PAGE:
In addition, this subpart discusses standards and specifications for the installation and operation of alternative solvent dry cleaning machines, operator leak inspection and self-monitoring requirements, operation and maintenance requirements, and record keeping requirements for these machines, as well as manufacturer equipment testing requirements. Among other things, operators of alternative solvent dry cleaning facilities will have to keep records of solvent purchases, leak inspections, emergency response and corrective action, and required operation and maintenance activities. These records have to be retained on-site for at least five years. Every alternative solvent facility also will have to retain, on-site, a copy of the design specifications and operating manual for each dry cleaning system and emission control device located at their facility.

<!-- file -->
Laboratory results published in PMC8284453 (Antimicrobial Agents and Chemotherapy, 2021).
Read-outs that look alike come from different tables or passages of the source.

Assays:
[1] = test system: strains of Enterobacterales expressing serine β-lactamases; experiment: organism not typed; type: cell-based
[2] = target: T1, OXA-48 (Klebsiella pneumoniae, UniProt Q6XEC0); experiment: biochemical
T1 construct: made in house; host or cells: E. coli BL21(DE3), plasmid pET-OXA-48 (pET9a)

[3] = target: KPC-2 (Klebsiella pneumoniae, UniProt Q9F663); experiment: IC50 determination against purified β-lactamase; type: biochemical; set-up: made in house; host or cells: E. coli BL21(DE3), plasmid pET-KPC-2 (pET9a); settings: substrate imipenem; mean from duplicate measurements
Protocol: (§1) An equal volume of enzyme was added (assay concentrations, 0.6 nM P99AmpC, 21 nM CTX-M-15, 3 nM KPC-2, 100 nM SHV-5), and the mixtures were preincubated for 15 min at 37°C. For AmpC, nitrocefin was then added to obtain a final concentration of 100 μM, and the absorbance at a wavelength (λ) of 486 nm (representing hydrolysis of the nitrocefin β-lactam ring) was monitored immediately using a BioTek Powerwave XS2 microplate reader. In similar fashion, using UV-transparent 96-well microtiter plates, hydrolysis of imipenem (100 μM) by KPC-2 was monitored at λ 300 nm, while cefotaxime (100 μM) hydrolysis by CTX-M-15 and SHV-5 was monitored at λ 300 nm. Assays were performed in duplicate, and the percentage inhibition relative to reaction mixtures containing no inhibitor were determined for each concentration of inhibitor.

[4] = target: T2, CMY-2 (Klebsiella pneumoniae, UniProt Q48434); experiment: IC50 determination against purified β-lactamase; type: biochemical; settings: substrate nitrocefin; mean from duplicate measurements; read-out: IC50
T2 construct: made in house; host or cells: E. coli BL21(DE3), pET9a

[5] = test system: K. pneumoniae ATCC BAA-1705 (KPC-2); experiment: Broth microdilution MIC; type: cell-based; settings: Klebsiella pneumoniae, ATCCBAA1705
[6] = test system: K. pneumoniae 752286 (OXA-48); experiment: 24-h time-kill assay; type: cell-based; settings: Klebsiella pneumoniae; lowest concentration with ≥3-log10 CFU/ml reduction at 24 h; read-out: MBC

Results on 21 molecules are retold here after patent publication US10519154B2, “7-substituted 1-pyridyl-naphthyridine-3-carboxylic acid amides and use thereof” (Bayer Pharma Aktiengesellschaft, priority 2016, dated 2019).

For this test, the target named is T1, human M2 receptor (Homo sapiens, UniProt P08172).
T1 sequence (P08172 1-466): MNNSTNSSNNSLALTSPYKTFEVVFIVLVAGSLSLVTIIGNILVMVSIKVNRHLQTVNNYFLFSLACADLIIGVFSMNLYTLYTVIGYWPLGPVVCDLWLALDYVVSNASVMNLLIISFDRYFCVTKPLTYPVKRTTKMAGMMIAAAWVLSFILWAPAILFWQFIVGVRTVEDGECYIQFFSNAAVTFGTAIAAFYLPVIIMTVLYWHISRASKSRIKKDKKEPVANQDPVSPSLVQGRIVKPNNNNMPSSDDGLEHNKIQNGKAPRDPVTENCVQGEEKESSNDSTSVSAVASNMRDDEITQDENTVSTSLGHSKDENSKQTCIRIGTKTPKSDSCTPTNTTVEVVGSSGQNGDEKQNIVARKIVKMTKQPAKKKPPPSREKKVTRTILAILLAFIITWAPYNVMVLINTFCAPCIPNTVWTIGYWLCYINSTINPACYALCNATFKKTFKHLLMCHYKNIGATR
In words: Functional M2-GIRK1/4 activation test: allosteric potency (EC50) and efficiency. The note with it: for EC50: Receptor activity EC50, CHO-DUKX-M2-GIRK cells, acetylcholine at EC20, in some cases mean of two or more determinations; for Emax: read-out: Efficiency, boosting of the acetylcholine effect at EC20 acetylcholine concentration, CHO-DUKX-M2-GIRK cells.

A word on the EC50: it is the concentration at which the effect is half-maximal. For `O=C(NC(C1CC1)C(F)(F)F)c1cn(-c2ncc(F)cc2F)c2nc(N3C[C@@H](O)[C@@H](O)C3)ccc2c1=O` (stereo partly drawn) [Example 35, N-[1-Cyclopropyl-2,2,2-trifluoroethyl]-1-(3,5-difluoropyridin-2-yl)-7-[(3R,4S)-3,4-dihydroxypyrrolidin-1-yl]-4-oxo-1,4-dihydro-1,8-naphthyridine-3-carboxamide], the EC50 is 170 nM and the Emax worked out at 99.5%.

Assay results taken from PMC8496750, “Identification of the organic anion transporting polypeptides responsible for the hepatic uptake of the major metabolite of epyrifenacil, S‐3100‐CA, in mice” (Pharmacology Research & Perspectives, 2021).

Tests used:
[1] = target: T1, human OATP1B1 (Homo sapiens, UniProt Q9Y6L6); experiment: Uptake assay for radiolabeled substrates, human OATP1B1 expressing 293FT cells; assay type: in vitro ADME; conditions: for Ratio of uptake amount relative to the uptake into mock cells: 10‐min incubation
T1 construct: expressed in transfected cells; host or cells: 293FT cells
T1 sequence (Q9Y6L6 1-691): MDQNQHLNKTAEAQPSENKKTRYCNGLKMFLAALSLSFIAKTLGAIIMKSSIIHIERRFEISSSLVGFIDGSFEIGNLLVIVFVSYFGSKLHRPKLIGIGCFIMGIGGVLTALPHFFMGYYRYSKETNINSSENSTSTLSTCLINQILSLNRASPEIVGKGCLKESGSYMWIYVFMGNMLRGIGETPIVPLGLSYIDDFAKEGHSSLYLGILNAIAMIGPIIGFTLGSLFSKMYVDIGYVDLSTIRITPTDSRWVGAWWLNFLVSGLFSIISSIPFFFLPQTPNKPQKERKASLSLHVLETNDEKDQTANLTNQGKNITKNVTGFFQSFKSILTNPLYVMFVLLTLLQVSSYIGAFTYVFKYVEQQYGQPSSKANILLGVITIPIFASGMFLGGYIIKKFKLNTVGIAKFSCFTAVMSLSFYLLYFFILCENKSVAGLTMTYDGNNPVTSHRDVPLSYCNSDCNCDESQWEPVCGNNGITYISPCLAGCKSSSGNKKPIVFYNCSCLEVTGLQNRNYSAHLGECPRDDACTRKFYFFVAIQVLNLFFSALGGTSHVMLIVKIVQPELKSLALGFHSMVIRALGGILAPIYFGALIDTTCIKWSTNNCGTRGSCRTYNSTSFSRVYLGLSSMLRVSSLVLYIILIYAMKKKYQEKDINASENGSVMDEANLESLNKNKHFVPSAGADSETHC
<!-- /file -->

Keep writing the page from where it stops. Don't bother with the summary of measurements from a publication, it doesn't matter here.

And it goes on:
Again recognizing the “economic impact” of the proposal on alternative solvent dry cleaners that have to relocate their businesses as a result of the proposal, the NYSDEC proposal allows used compliant alternative solvent dry cleaning machines that are less than 10 years old to be relocated from a permitted dry cleaning facility to any facility under the same ownership, if the facility meets all other applicable requirements and obtains a new or modified air permit.